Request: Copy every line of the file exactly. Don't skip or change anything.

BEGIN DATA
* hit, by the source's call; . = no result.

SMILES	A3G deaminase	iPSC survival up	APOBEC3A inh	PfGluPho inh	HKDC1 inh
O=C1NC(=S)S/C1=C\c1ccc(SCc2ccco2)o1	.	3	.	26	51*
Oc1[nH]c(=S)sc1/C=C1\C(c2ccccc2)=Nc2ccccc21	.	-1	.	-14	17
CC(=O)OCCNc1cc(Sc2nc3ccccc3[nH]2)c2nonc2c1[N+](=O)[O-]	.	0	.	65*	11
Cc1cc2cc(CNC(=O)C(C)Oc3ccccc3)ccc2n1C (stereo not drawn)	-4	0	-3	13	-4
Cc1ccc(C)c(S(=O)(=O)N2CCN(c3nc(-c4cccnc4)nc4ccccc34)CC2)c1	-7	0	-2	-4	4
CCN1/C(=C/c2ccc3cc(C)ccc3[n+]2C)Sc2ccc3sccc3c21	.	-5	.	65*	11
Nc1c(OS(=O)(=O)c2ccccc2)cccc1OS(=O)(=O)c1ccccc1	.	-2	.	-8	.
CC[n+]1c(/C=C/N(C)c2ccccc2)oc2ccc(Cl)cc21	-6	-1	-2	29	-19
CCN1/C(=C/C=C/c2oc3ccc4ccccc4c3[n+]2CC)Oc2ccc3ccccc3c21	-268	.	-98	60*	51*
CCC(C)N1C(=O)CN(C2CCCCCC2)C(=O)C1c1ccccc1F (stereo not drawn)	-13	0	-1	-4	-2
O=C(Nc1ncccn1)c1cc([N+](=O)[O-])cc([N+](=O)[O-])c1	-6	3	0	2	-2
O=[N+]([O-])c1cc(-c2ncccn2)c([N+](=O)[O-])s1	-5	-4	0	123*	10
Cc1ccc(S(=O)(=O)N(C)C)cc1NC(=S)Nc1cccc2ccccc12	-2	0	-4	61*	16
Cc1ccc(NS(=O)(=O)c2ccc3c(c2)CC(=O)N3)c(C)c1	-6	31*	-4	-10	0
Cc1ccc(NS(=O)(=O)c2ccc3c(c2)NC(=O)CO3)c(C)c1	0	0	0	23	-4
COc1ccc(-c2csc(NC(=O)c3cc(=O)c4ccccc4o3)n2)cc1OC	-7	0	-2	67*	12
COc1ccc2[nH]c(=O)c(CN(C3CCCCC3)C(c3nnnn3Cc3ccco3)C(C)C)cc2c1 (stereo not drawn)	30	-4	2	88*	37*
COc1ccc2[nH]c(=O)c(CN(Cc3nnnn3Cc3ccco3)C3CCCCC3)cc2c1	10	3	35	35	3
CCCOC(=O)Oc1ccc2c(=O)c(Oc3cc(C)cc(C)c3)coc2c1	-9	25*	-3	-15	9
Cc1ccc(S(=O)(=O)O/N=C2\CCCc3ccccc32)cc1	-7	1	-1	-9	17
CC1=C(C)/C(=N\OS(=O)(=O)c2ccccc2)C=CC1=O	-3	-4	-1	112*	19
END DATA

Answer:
* hit, by the source's call; . = no result.

SMILES	A3G deaminase	iPSC survival up	APOBEC3A inh	PfGluPho inh	HKDC1 inh
O=C1NC(=S)S/C1=C\c1ccc(SCc2ccco2)o1	.	3	.	26	51*
Oc1[nH]c(=S)sc1/C=C1\C(c2ccccc2)=Nc2ccccc21	.	-1	.	-14	17
CC(=O)OCCNc1cc(Sc2nc3ccccc3[nH]2)c2nonc2c1[N+](=O)[O-]	.	0	.	65*	11
Cc1cc2cc(CNC(=O)C(C)Oc3ccccc3)ccc2n1C (stereo not drawn)	-4	0	-3	13	-4
Cc1ccc(C)c(S(=O)(=O)N2CCN(c3nc(-c4cccnc4)nc4ccccc34)CC2)c1	-7	0	-2	-4	4
CCN1/C(=C/c2ccc3cc(C)ccc3[n+]2C)Sc2ccc3sccc3c21	.	-5	.	65*	11
Nc1c(OS(=O)(=O)c2ccccc2)cccc1OS(=O)(=O)c1ccccc1	.	-2	.	-8	.
CC[n+]1c(/C=C/N(C)c2ccccc2)oc2ccc(Cl)cc21	-6	-1	-2	29	-19
CCN1/C(=C/C=C/c2oc3ccc4ccccc4c3[n+]2CC)Oc2ccc3ccccc3c21	-268	.	-98	60*	51*
CCC(C)N1C(=O)CN(C2CCCCCC2)C(=O)C1c1ccccc1F (stereo not drawn)	-13	0	-1	-4	-2
O=C(Nc1ncccn1)c1cc([N+](=O)[O-])cc([N+](=O)[O-])c1	-6	3	0	2	-2
O=[N+]([O-])c1cc(-c2ncccn2)c([N+](=O)[O-])s1	-5	-4	0	123*	10
Cc1ccc(S(=O)(=O)N(C)C)cc1NC(=S)Nc1cccc2ccccc12	-2	0	-4	61*	16
Cc1ccc(NS(=O)(=O)c2ccc3c(c2)CC(=O)N3)c(C)c1	-6	31*	-4	-10	0
Cc1ccc(NS(=O)(=O)c2ccc3c(c2)NC(=O)CO3)c(C)c1	0	0	0	23	-4
COc1ccc(-c2csc(NC(=O)c3cc(=O)c4ccccc4o3)n2)cc1OC	-7	0	-2	67*	12
COc1ccc2[nH]c(=O)c(CN(C3CCCCC3)C(c3nnnn3Cc3ccco3)C(C)C)cc2c1 (stereo not drawn)	30	-4	2	88*	37*
COc1ccc2[nH]c(=O)c(CN(Cc3nnnn3Cc3ccco3)C3CCCCC3)cc2c1	10	3	35	35	3
CCCOC(=O)Oc1ccc2c(=O)c(Oc3cc(C)cc(C)c3)coc2c1	-9	25*	-3	-15	9
Cc1ccc(S(=O)(=O)O/N=C2\CCCc3ccccc32)cc1	-7	1	-1	-9	17
CC1=C(C)/C(=N\OS(=O)(=O)c2ccccc2)C=CC1=O	-3	-4	-1	112*	19